Original series show runners Miles Millar and Alfred Gough took the time to craft the Kent/Luthor relationship over seven seasons.  While Clark and Lex grew to be friends, their fathers, Jonathan and Lionel, were polar opposites and bitter enemies. Jonathan and Lionel taught their sons everything they knew and Clark and Lex were their fathers’ sons. The Kent/Luthor father/son dynamics weighed heavily on the two main characters’ development.

Lex_and_Clark

Lex Luthor lost his mother at a young age.  His father, Lionel, gave Lex everything a boy would want except love.  Clark grew up as the son of two struggling farmers.  Jonathan and Martha Kent instilled Clark with a respect for hard work and they showered their adopted son with love. When Clark and Lex became friends, Lex envied Clark’s storybook family structure just as much as he admired it. Lex returned his feelings for Clark in the only way he knew how, with expensive gifts (in one early episode, he scored Clark two Radiohead tickets and a limo so Clark could take Lana Lang on a sweet date).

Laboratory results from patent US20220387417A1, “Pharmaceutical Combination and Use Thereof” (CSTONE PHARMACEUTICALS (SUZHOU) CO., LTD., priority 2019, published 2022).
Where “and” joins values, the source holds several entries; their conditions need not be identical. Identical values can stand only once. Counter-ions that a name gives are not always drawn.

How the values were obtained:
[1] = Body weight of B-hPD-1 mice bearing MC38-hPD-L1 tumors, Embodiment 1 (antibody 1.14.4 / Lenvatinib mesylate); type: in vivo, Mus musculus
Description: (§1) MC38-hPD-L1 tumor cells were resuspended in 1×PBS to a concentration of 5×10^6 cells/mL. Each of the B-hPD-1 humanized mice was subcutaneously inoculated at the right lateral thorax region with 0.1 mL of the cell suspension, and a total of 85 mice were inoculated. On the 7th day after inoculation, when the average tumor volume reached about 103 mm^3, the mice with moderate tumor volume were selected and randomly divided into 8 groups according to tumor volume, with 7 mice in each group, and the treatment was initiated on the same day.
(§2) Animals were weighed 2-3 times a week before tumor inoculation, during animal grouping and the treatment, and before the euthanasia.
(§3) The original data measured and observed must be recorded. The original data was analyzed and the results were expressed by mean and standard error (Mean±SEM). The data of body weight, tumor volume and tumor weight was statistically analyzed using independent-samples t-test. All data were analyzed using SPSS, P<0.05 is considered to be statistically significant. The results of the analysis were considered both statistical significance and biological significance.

Clark looked up to Lex like a wise, older brother.  Clark also repeatedly stood up for Lex when everyone, including Jonathan Kent, doubted Lex’s intentions based solely on the actions of Lex’s father, Lionel Luthor. Throughout most of the series, Lex desperately tried to not be his father while Clark heeded his father’s advise and in turn, took on the best traits of his father, like selflessness, determination and care for those around him – even Lex Luthor.

Clark lost his father in a scene reminiscent of Richard Donner’s Superman: The Movie, whereas Lex murdered his father.

In order to commit patricide, Lex had to become his father.  Lex never learned to let things go and he never learned to look beyond himself. Indeed, this was something Lionel Luthor didn’t learned until the end of his life, when he saw where Clark came from and what Clark was – a savior. Lex murdered Lionel Luthor, but Lionel died a humble man, protecting Clark from the monster he unleashed on the world.

By the time Lex was out of the picture, Jonathan Kent was dead, Lex married then tried to murder Lana Lang, Clark’s high school sweetheart and murdered his own father!  All in a bid to ultimately learn that Clark is, in secret, a strange visitor from another planet. The show spent a lot of time building Clark and Lex as mirrors of each other and when Michael Rosenbaum left the series, the show lost more than its main antagonist, it lost an essential part of the formula.

Smallville_Villains_Silver_Banshee_Doomsday_Metallo_Zod